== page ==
Virtual reality is something we have been hearing about for a long time. And during this year’s SXSW Interactive in the southern U.S. city of Austin, Texas there is a lot of buzz about how in the next couple of months virtual reality will show that it’s here to stay.
Computer simulated reality is something that has been in the works for decades. In its advent it turned out to be costly, but tech developments in recent years have made VR more attainable. Companies like Samsung have released their Gear VR and everyone can now purchase it for $99. Just a few years ago, the thought of being able to experience virtual reality from the comfort of your home would have been all but, well, real.
During SXSW Interactive 2016, VR has been everywhere. VR during the SXSW Accelerator, an award ceremony now in its eighth year that seeks to discover the latest trends in the tech world; several VR startups showing their products or apps during the SXSW Trade Show; Samsung leasing an entire building right in front of the sprawling and modern Austin Convention Center with a big section strictly assigned to the Samsung Gear VR.
But how long until we all have this technology at home? How long until VR is a common presence in our daily lives like say, for example, cellphones?
“The problem is that 360° panorama apps are technical and slow, and so far all the 360° cameras are expensive. You can’t use them in spontaneous situations so that’s where we come in,” said Michael Ronen, co-founder of Splash, an app that launched during SXSW Interactive and labels itself as the “first consumer app for virtual reality.”
Splash allows users to create 360°, virtual reality videos in seconds on their smart phones.
David and Goliath, sort of
VR software and hardware have been difficult to design and finance. Big companies like Samsung have made considerable investments in order to be pioneers in the consumer VR sector.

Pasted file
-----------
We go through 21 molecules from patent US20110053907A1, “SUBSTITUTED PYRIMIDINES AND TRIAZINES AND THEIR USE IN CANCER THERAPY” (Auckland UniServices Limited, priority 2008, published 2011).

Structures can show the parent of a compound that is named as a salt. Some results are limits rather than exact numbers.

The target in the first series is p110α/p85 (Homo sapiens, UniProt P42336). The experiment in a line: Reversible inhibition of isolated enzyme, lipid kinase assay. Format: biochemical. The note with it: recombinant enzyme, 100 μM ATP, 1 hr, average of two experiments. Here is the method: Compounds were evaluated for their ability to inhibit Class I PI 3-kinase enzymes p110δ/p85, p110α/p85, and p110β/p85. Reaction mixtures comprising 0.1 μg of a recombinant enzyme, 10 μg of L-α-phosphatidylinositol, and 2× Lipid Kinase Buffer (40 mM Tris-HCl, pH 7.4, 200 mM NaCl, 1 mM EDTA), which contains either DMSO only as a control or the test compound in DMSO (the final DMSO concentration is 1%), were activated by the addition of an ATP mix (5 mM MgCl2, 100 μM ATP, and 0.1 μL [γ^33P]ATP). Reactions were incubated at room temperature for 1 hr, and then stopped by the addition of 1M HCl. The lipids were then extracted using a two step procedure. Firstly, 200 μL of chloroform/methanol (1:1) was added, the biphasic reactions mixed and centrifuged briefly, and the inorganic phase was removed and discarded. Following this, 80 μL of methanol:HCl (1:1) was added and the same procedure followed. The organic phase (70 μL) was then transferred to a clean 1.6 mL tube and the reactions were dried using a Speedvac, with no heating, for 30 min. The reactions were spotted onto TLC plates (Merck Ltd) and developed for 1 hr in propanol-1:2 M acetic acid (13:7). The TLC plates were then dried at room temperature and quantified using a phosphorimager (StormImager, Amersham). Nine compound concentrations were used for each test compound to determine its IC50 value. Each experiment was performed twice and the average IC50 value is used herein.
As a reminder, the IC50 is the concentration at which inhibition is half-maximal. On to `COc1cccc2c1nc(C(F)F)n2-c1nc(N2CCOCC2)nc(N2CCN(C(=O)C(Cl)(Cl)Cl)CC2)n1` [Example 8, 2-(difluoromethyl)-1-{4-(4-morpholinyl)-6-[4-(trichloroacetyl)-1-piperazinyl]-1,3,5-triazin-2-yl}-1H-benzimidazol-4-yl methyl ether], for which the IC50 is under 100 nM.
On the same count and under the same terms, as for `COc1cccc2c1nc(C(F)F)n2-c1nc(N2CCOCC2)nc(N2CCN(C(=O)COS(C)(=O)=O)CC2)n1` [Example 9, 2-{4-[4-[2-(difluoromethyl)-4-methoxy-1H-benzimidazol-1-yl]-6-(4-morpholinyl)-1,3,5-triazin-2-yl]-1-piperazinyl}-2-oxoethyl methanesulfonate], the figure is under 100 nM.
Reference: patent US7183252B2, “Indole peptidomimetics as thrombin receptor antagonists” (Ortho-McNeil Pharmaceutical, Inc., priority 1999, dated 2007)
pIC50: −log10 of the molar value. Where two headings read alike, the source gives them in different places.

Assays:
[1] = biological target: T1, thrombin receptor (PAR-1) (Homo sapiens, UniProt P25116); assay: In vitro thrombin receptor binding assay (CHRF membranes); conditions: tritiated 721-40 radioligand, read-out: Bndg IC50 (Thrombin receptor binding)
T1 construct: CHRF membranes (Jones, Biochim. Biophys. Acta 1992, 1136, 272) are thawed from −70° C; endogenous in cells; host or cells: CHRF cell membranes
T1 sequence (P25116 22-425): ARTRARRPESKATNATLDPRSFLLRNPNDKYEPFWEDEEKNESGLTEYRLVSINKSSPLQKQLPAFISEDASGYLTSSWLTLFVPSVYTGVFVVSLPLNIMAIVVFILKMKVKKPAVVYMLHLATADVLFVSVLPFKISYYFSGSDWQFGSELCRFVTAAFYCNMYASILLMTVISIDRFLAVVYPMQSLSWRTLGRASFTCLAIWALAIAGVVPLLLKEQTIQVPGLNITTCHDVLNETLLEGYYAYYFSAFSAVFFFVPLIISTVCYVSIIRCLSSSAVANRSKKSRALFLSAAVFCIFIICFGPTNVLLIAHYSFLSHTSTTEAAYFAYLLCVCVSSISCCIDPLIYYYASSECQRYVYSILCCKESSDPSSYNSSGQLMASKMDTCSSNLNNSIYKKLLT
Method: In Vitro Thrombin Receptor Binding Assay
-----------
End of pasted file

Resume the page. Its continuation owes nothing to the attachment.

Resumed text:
But there have been efforts to make VR more readily available and affordable for all users. Google is trying to do just that with Google Cardboard. A set of VR glasses made out of cardboard. Users can buy the product for $15.
Splash uses Google Cardboard to take the 360° videos to the next level allowing the apps users to experience them in VR as well.
“I believe that this is the time to democratize virtual reality. Now people can jump in and they can show their families and their friends, their experiences. They can immediately share them to Facebook or post them in YouTube,” Ronen told VOA.
Time for content
Another argument in the VR world is that the hardware is now out there. It is available to the public. The audience can make the choice if they want the swanky Samsung Gear VR or the simple, yet effective Google Cardboard. Now, many argue, it is time to create specific content that can be enjoyed in VR.
Some media companies in the United States have tried it already such as The New York Times and ABC News just to name a few. VR could also soon make an appearance in the sports world. Some teams in the NFL (U.S. National Football League) have been exploring VR technology to enhance the fans’ experience at the stadiums. And some of them are using virtual reality to train their players.
But during SXSW Interactive it has also been evident that tech innovators want everyone to get a fair shot at creating VR content in a user-friendly, affordable way.
“I think it’s the time for people to jump into that [VR] and to show that they can also share it like all the big companies,” said Ronen.